“You can know about the fish, but you’ve got to know about everything. And then, you can know about it, but that doesn’t mean you understand it. I feel like fishing can be like super philosophical you know. It’s… “

“Spiritual? “

“Yeah. It really is.”

Cody from a recent trip down the beach.
Cody from a recent trip down the beach. Photo credit: Facebook

 

Today, October 24, is the benefit fishing tournament for Cody's family to help defray the cost of Cody's hospital stays. Please feel free to donate if you didn't get to join in the tournament fun.

The next morning we were out the door fairly early, granola bars washed down with water and gatorade. There was no need to be out before the sun had risen high enough to warm the water and provide light for spotting cruising marsh pumpkins.

Layered against the windchill, we headed back to the general spot that we had left the previous evening. We figured it might be holding fish waiting for the sun.

After the cold of the boatride it was great to stand on the bow again, soaking up some sun and enjoying the excellent visibility. The area that we had fished the evening before was barren of fish except for one lone straggler that we blew out. Rounding a point, we headed up a shallow shoreline after crossing a deeper gut. Jeremy heard the characteristic sound of redfish crashing bait and poled us down the shoreline towards the commotion. We didn't get far before we started running into fish.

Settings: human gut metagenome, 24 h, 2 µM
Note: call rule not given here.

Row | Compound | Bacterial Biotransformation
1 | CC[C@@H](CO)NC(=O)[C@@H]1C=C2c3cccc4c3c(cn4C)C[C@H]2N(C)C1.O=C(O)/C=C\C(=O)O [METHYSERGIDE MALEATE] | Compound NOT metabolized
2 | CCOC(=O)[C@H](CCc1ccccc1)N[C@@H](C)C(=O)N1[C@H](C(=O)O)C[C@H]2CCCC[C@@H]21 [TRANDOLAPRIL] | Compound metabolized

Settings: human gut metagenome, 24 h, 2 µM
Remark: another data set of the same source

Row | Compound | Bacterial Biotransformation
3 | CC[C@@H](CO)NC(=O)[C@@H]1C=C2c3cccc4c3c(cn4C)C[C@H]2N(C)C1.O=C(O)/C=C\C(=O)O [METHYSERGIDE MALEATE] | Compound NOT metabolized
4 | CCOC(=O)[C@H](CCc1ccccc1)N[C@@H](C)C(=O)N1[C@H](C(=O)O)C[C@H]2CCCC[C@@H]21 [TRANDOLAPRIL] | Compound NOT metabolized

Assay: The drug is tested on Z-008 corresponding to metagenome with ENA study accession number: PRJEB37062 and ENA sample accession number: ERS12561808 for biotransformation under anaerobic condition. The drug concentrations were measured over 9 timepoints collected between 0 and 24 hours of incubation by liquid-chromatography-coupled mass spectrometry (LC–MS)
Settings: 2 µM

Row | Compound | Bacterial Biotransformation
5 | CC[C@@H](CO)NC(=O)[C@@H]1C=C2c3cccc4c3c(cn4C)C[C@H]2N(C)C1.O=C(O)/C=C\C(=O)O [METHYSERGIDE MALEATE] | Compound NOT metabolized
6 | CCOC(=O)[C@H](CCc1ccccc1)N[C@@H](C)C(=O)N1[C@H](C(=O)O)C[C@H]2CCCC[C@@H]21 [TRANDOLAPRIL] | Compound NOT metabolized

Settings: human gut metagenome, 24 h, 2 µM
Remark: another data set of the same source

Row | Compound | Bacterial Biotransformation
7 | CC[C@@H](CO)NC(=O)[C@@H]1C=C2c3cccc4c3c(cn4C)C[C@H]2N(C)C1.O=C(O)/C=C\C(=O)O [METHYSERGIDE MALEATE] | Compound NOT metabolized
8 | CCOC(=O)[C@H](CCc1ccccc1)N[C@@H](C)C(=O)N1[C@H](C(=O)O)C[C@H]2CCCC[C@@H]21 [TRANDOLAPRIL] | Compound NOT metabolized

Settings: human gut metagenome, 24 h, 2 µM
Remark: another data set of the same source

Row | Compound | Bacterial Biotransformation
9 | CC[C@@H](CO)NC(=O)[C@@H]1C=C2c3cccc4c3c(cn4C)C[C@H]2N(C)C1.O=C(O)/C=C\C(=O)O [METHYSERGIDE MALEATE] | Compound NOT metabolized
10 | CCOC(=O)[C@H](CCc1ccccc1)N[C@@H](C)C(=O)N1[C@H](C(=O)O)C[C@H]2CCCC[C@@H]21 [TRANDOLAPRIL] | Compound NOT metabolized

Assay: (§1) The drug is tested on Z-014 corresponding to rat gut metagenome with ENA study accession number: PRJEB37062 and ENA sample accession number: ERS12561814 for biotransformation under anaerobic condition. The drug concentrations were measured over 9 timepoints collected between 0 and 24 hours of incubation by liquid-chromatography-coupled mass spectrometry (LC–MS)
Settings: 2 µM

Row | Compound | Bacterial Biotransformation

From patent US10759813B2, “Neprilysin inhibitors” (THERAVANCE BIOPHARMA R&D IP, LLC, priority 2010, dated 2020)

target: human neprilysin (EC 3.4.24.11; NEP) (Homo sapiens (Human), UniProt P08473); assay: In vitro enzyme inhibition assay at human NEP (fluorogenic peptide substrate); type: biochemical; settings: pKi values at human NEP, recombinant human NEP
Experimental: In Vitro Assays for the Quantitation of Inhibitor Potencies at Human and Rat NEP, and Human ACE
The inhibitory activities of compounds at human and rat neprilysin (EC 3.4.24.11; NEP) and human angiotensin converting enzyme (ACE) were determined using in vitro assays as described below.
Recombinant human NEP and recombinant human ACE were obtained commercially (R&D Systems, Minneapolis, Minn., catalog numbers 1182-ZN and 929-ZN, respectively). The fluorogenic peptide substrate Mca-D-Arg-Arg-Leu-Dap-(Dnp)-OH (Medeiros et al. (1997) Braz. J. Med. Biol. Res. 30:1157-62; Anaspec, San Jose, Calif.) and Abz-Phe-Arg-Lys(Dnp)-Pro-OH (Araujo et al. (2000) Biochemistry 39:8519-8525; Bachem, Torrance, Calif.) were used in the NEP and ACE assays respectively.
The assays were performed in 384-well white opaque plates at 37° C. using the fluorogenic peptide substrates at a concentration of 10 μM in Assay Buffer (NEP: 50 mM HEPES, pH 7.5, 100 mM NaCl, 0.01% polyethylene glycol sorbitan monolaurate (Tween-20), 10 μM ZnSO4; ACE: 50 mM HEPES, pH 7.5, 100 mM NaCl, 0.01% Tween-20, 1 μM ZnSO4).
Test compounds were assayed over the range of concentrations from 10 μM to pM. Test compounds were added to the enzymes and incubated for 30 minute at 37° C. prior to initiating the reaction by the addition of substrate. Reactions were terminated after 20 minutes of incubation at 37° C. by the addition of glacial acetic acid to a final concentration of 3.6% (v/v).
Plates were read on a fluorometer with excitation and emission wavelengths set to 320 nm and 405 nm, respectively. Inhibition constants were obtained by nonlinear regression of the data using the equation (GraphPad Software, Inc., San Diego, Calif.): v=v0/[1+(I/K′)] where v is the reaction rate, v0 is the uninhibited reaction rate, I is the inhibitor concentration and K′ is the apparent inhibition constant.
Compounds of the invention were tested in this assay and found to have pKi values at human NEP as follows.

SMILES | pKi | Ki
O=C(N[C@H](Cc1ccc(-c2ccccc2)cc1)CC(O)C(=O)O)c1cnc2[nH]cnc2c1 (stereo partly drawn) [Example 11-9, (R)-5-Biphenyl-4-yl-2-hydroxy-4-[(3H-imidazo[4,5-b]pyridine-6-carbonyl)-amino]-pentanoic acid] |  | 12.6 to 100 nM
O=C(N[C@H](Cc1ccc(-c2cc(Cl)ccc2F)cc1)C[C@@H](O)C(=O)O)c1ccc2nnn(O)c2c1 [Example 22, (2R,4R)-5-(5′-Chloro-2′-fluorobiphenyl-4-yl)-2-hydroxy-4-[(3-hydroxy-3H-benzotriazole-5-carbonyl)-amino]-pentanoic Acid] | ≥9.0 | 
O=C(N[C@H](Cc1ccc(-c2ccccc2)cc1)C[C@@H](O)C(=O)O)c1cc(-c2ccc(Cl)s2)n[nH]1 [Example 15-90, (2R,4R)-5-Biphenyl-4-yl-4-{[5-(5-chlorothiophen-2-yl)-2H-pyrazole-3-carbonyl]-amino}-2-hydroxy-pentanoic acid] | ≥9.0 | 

Doubled up.
Doubled up.

 

First there was one, then there were five, then too many to count. ...continue reading "Louisiana – Land of Giants; The first morning."

It started with a phone call, or maybe it was a facebook message... or possibly an end-of-the-jetty bs session. I don't remember; it doesn't matter.

What mattered was that I rolled into Houston on that cool December night to meet up with Capt. Jeremy Chavez (Casting Tales Guide Service) and catch a ride on the Midnight Marsh Train headed to Louisiana. Rods loaded up, materials stashed, boat hooked up and off we went into the night.

Sunrise saw us well into Louisiana, stopping to pick up licensure. Regular ol' saltwater license for me and a bonafide Louisiana guide license for Capt. Chavez.

Paperwork concluded, we headed for the water. I was practically hanging my head out the window like an eager bird dog, tongue lolling.

I watched as cities faded to towns, and towns faded to hamlets and fishing villages with tired houses and small, locally owned grocers.  The restaurants, like the houses, were small and weathered. I expected to find myself in the middle of all the cajun food I could eat; I'd find out later how mistaken I was.

Finally arriving at the water-side in the afternoon, we messed around with trying to arrange a place to stay. Due to the offseason doldrums, that was easier said than done. Eventually, we gave up and launched the boat; we had wasted enough fishing time.

Headed out of the marina on Capt. Jeremy's Hell's Bay skiff, I relaxed in the passenger seat and tried to take it all in. ...continue reading "Louisiana – Land of Giants"